As the strategic importance of data has increased, new approaches to customer analytics have emerged as well. As customer interactions with companies grow and diversify, the need to integrate data faster and deliver real-time insights has become critical.
It is no surprise that in today’s Internet age, customer data, knowledge, and insights are more valuable and of more strategic importance than ever before. That’s largely because power has shifted over time from companies towards their customers. The customer today have so many options, quick access to pricing information, and through social media, ideal avenues to share their experiences with others, both good and bad. Due to this surfeit of choice, they have more influence than ever before. To succeed in this changing or perhaps changed environment, companies must be able to understand what the customer really wants and then tailor their products and services accordingly.
This is where big data steps in, enabling companies to derive insights and making changes in ever shorter turnaround times. But Data can only tell you who the customers are and what they did in the past. In order for data to be useful, the organizations would need to understand the customer intent–on why they do or do not buy from them. One particularly useful tool or rather an approach that helps across many situations is Sentiment Analysis.
With websites, blogs, Facebook updates, online reviews and more that are available to all, the customers/buyers use almost twice as many sources of information to make decisions and often engage with a brand dozens of times between inspiration and purchase. But it doesn’t end here for the companies which is a reason they turn to Sentiment Analysis. This tool looks at the unstructured data on blogs, forums and social media forms that are generated by people talking about products, services and other aspects of interest to companies. Conceptually, this analysis works by extracting the text data from various sources and then looking for words or phrases that match a predefined dictionary of sentiment-bearing words and phrases. By identifying such words, it is possible to classify opinions into positive, negative and neutral.
The advantage of this tool is that it does not attempt to find answers to predefined questions, it enables organizations to identify issues and yield insights that may have been obscure. As the data is created by the customers themselves, an organization can get a much truer public opinion.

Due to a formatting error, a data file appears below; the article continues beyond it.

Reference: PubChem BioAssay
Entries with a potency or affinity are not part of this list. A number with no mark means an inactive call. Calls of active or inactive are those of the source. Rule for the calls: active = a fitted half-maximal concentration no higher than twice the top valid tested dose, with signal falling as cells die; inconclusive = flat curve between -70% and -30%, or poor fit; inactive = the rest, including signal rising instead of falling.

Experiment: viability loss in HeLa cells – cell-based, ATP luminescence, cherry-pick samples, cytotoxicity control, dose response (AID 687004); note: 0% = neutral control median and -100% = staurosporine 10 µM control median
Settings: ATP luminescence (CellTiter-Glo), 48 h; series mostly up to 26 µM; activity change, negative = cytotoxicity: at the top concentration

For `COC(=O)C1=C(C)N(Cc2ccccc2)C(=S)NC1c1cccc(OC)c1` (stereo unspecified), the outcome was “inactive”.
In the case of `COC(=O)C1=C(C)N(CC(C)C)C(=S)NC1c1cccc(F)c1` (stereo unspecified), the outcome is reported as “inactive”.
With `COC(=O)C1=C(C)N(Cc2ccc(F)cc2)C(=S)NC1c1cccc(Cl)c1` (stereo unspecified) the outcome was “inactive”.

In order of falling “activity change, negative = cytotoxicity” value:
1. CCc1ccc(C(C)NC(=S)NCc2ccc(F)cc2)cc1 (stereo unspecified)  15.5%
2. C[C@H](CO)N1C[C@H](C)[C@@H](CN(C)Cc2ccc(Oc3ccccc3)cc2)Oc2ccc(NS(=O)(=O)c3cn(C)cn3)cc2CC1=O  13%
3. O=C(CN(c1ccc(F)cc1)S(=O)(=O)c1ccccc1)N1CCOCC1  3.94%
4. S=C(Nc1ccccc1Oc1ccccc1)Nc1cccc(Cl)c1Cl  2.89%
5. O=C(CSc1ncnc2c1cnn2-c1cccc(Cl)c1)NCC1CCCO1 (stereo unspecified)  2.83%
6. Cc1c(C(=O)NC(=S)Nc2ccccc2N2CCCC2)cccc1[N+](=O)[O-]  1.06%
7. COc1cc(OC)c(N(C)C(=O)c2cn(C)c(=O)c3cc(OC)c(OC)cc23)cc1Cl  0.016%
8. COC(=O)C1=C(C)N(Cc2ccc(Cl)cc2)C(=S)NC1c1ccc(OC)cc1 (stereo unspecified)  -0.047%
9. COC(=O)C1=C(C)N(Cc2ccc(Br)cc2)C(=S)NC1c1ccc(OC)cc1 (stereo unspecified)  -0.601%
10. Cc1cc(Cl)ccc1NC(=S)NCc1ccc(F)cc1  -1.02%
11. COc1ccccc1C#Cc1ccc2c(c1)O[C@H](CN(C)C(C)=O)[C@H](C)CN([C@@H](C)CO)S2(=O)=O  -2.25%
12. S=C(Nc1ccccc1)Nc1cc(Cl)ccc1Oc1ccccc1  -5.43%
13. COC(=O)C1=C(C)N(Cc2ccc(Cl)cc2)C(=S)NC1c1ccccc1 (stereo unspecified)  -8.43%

Here are some broad areas of application –
Understanding Your customer
During the Engage stage of the customer journey, customers may interact with customer service or an online user community to receive support. By capturing and analyzing the data from these touch points, such as customer service notes and online forum postings, companies can identify customer pain points and issues proactively and update their customer service FAQs or other communications with existing customers. This not only improves customer experience, making it easier to resolve problems, but it also decreases customer calls into call centers and overall service costs.
Understanding Your market and the competition
Companies can leverage the insights from the customer data to move ever closer to the elusive goal of truly personalized marketing: the right offer, at the right time, in the right location and context, to the right person. Furthermore, companies can use this analysis to understand what the competition is up to. For instance, if the analysis picks up positive sentiment around a competitor’s product, it enables the company to incorporate features that people like. Sometimes, the analysis can also provide early insight into competitors’ initiatives by detecting sentiments around new products that people are excited about. This is powerful and a valuable insight that can help companies redefine their marketing strategies.
Understanding Your company from a customer’s viewpoint
Sentiment analysis allows organizations to quantify what existing and prospective customers think about their products and services, their customer experience, marketing and social campaigns – essentially the brand as a whole. By looking at negative sentiments, companies are able to develop more engaging branding and marketing strategies.